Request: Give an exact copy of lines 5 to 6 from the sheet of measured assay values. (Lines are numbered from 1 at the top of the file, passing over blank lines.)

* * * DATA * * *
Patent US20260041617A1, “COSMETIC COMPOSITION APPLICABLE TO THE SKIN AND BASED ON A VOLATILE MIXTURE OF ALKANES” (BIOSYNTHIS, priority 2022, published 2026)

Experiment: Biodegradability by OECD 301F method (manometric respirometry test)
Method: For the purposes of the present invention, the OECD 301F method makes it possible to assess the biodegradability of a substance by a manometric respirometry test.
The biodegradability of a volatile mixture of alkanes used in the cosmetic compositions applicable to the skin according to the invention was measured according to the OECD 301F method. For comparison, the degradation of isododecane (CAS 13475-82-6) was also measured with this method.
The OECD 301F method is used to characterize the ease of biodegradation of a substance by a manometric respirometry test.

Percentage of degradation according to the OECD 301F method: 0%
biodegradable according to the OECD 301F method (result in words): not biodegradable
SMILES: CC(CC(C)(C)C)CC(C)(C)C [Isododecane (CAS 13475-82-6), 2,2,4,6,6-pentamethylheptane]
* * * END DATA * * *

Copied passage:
The OECD 301F method is used to characterize the ease of biodegradation of a substance by a manometric respirometry test.

Percentage of degradation according to the OECD 301F method: 0%